Factors which a court may consider in determining whether to allow or deny a Rule 103(b) motion include: (1) the length of time used to obtain service of process; (2) plaintiff's knowledge of the defendant's location; (3) the ease with which defendant's whereabouts could have been ascertained; (4) the defendant's actual knowledge, prior to service, that a suit is pending against him; (5) any special circumstances which affected plaintiff's efforts at service; and (6) the ease with which the defendant was actually served. ( Womick v. Jackson County Nursing Home (1990), 137 Ill. 2d 371, 561 N.E.2d 25, 148 Ill. Dec. 719; Sinn v. Elmhurst Medical Building Ltd. (1993), 243 Ill. App. 3d 787, 612 N.E.2d 932, 184 Ill. Dec. 56.) A plaintiff's efforts to obtain service through an alias summons are relevant to the question of reasonable diligence. Dupon v. Kaplan (1987), 163 Ill. App. 3d 451, 455, 516 N.E.2d 727, 114 Ill. Dec. 572.

These factors must be considered in light of the purpose of Rule 103 to protect defendants from any unnecessary delay in service of process and to prevent the circumvention of the statute of limitations. ( Segal v. Sacco, 136 Ill. 2d at 286.) Dismissal of a suit with prejudice under Rule 103(b) is a harsh penalty which is justified when the delay in service of process is of a length which denies the defendant a fair opportunity to investigate the circumstances upon which liability against the defendant is predicated while the facts are accessible. Geneva Construction Co. v. Martin Transfer & Storage Co (1954), 4 Ill. 2d 273, 289, 122 N.E.2d 540.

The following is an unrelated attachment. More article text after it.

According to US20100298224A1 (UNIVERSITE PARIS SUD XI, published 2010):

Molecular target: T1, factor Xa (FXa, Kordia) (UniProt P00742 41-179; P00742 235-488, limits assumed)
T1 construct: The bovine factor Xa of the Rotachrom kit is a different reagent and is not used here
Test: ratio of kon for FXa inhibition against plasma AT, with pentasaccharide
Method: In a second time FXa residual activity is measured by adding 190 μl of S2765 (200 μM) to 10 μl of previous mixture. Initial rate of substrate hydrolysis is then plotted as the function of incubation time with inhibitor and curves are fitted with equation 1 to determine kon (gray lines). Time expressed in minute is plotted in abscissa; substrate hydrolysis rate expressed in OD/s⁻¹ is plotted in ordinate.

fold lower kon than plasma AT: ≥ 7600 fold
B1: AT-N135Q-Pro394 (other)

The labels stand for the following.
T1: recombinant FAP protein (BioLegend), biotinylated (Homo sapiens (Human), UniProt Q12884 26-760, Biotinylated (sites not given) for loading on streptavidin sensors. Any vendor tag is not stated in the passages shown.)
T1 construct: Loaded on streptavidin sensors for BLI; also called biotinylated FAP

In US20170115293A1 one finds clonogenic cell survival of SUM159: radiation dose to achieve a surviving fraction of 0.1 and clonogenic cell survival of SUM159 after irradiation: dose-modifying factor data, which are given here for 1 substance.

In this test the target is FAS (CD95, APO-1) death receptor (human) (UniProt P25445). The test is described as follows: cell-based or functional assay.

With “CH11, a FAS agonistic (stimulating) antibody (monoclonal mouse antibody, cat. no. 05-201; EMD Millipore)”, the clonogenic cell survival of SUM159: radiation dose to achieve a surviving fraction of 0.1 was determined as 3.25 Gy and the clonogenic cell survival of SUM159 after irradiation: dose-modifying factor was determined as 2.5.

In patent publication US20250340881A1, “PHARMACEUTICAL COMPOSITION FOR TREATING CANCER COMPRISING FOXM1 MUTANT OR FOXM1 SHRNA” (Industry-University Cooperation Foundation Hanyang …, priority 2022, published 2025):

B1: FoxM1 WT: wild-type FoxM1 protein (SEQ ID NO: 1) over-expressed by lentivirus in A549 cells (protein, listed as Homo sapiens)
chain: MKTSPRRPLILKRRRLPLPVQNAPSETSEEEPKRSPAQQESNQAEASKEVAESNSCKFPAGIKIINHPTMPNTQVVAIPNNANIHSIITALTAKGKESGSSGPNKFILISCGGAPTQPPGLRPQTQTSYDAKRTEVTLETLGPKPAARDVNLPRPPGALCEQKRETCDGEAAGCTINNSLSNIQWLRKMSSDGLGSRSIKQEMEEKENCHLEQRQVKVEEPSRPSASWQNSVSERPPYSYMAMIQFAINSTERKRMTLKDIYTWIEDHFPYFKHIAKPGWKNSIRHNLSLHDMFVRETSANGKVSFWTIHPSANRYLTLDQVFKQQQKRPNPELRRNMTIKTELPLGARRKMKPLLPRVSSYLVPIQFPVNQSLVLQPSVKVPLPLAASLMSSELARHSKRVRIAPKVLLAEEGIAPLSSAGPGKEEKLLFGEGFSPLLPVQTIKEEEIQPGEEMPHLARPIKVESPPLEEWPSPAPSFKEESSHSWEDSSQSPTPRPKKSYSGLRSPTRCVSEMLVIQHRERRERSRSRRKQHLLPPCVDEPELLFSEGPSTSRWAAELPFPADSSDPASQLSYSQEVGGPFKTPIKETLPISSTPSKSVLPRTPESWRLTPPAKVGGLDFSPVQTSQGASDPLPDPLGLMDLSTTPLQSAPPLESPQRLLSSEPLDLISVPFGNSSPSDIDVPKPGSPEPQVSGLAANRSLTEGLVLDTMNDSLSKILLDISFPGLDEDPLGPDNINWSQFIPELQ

In this case, because the length of the delay in service of process was such that the purpose of Rule 103(b) would not be served by dismissing plaintiffs' action, the circuit court abused its discretion when it granted the defendant's motion to dismiss. In Segal v. Sacco, the Illinois Supreme Court found that the 4 1/2 month delay from the running of the statute of limitations to the time of service did not constitute a failure to exercise reasonable diligence. In that case, plaintiff first placed the complaint for service about 4 1/2 months after filing suit and the running of the statute of limitations. Plaintiff stated that his delay in placing the complaint for service was due to the fact that he had inadvertently "forgot" to do so earlier. After noting that the cause arose in Cook County where it is not uncommon for a trial to occur years after the filing of a complaint, the supreme court found that the 4 1/2 month delay in service did not threaten the circuit court's ability to proceed expeditiously to a just resolution of the matter.

In the present case, there was a delay of slightly less than five months between the expiration of the statute of limitations and the April 27, 1992, service of the defendant. Moreover, unlike the plaintiff in Segal, the plaintiffs in the present case did not sit idly by during this period. During this period plaintiffs attempted to obtain answers to their special interrogatories and shortly after receiving them an alias summons was issued. Plaintiffs then made six unsuccessful attempts at service before finally serving the defendant on April 27, 1992. In a similar fashion, plaintiffs' activities following the circuit court's order quashing the April 27 service evince an exercise of reasonable diligence. Immediately following the issuance of the circuit court's order, plaintiffs attempted service, issued new alias summonses, and actually served the defendant on November 7, 1992. After a thorough review of the circumstances in this case, we find that an order of dismissal with prejudice pursuant to Rule 103(b) was not justified.

For the reasons stated, we reverse the order of the circuit court granting defendant's motion and remand the cause to the circuit court for further proceedings consistent with the views expressed herein.

Reversed and remanded.

HOFFMAN, P.J., and CAHILL, J., concur.

19940818